Last weekend, I attended a White Coats for Black Lives rally downtown. For those unfamiliar with what White Coats for Black Lives is, it is a national organization of health care professionals dedicated to raising awareness for the Black Lives Matter movement. An important point brought up during the rally that really stuck with me is that often times, we attribute diseases that disproportionately affect Black Americans (i.e. COVID-19) to their race, but we should be changing the rhetoric. It is not race, but racism, that puts them at greater risk. I looked more into this topic and found an excellent article titled “Why Racism, Not Race, is a Risk Factor for Dying of COVID-19” on Scientific American that depicts an interview with Dr. Camara Phyllis Jones, MD, MPH. She discusses how health disparities are not rooted in biological differences, but in the impacts of racism that permeate through every aspect of health. The mechanisms by which racism influences health are by exposing Black Americans to occupations in which they are less protected, and when they become exposed, they are more likely to suffer serious complications from the diseases. This is because they are affected by more chronic diseases as a result of living in impoverished neighborhoods with more pollution and food deserts.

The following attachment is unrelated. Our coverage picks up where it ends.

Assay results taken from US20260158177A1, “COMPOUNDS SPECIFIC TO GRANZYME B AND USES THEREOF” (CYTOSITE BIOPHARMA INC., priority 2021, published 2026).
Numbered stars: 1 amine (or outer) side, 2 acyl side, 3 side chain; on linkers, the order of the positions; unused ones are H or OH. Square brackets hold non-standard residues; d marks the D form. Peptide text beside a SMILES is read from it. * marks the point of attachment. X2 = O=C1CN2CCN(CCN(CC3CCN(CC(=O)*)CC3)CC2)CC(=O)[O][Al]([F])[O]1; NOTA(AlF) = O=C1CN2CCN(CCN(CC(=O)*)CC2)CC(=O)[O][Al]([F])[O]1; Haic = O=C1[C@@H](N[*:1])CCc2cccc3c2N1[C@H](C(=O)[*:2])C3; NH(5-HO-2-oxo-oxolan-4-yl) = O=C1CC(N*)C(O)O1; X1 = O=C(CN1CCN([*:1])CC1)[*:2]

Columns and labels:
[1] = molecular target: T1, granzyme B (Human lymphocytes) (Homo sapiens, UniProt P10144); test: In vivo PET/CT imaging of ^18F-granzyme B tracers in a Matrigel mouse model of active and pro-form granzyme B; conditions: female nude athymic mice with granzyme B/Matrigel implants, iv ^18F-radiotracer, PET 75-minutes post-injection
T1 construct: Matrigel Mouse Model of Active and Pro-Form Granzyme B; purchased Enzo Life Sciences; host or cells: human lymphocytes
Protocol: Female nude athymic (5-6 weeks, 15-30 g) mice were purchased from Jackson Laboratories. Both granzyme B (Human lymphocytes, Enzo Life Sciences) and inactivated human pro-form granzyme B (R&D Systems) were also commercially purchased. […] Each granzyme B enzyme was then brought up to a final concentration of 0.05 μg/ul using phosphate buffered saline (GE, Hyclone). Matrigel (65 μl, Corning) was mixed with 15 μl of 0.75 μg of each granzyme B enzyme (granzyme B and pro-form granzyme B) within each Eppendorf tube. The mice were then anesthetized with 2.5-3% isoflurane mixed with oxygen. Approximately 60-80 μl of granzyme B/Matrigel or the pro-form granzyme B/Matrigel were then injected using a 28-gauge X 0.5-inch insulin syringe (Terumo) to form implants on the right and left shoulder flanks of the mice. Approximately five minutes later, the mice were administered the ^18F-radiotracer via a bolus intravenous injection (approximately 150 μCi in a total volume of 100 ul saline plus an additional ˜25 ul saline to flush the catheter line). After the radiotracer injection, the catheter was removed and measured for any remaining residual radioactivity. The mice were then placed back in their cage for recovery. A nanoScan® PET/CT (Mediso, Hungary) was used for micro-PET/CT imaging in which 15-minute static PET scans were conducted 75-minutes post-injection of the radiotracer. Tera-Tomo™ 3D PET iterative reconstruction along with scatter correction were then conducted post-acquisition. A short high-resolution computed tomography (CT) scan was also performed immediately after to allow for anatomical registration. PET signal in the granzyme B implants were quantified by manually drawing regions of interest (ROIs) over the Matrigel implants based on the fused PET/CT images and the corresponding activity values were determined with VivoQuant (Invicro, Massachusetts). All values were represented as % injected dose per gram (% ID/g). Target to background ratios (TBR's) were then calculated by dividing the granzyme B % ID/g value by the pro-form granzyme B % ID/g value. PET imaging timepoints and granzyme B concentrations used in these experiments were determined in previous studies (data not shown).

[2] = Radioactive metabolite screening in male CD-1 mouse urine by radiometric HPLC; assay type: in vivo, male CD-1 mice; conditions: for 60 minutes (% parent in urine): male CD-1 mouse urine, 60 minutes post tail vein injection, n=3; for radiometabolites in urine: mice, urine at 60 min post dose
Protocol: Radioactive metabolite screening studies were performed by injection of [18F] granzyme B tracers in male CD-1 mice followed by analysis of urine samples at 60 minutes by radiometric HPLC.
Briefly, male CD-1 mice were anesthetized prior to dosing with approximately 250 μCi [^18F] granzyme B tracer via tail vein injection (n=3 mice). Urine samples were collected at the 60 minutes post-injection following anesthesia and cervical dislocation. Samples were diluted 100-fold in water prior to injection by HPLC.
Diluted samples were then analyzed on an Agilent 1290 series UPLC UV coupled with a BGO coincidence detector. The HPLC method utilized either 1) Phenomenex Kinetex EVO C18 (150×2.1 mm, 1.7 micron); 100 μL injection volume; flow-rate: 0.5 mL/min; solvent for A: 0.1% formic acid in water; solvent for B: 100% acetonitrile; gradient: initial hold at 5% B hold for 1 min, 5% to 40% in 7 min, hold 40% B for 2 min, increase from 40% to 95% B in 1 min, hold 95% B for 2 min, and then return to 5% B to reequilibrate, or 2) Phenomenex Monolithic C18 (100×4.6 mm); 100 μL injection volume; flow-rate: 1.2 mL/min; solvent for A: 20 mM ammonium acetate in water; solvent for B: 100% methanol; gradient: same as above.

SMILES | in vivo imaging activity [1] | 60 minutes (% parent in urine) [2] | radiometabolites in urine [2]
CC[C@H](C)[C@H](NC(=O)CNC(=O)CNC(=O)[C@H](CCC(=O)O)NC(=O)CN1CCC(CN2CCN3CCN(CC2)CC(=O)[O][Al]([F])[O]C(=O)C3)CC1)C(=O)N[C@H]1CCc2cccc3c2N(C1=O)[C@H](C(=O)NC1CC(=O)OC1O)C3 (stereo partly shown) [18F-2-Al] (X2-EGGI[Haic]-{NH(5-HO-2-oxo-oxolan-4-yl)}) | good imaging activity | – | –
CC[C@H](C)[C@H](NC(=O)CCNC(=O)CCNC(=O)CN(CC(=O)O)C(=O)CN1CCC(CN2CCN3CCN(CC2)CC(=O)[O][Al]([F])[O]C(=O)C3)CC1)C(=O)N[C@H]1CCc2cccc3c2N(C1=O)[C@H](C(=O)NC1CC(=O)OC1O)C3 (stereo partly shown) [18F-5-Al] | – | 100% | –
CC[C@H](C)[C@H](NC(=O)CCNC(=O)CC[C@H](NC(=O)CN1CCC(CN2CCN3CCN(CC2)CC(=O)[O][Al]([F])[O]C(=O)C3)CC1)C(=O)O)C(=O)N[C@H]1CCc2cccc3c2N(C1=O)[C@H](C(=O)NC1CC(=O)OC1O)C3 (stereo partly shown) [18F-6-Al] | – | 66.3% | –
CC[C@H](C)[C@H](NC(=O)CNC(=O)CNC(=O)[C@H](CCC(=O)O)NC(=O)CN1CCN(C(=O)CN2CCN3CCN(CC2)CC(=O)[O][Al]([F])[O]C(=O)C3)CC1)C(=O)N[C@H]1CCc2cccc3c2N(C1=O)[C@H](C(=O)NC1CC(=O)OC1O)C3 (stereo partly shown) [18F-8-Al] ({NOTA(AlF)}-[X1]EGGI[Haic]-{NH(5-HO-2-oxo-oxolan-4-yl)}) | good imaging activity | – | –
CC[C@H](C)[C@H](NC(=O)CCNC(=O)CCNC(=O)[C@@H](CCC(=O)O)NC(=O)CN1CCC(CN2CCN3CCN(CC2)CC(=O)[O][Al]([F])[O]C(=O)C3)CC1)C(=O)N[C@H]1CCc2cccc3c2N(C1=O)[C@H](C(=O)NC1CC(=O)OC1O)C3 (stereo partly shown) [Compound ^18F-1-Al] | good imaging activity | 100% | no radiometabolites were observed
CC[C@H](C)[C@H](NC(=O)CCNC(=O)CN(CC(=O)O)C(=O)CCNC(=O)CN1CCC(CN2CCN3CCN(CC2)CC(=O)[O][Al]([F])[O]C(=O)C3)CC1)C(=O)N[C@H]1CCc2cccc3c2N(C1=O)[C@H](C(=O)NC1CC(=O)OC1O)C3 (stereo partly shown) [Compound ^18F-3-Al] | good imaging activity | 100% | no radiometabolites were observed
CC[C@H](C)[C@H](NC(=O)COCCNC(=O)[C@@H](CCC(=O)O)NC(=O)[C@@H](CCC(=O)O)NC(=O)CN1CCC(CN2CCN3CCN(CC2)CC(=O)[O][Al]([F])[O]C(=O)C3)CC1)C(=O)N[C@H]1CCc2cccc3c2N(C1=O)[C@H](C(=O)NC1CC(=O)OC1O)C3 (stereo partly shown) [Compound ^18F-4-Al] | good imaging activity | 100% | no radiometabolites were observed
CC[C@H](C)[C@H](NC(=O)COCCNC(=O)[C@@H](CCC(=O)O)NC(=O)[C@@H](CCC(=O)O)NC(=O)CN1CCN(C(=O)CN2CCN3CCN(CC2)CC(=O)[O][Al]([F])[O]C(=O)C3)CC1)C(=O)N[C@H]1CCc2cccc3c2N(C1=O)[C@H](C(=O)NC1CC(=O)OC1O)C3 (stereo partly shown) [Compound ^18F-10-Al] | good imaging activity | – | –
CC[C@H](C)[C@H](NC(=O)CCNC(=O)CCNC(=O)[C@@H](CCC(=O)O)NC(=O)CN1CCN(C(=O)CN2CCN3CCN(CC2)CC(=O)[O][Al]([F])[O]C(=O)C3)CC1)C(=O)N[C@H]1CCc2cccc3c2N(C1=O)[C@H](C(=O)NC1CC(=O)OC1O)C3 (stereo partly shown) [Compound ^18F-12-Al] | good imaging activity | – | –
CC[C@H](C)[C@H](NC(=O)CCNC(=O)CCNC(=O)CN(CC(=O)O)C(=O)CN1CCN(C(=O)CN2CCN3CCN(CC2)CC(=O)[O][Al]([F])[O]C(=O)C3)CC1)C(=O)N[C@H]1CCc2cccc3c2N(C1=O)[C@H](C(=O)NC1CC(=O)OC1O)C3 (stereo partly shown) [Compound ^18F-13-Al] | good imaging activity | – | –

Per her interview, “That’s why we have more diseases, not because we don’t want to be healthy. We very much want to be healthy. It’s because of the burdens that racism has put on our bodies…We are less protected because our roles and our lives are less valued—less valued in our job roles, less valued in our intellect and our humanity.”
This is truly something to keep in mind because while race is a non-modifiable risk factor, racism is modifiable. Changing the way we frame these health issues will change the way we approach intervention because racism is a systemic, structural risk factor that certainly can, and must be modified.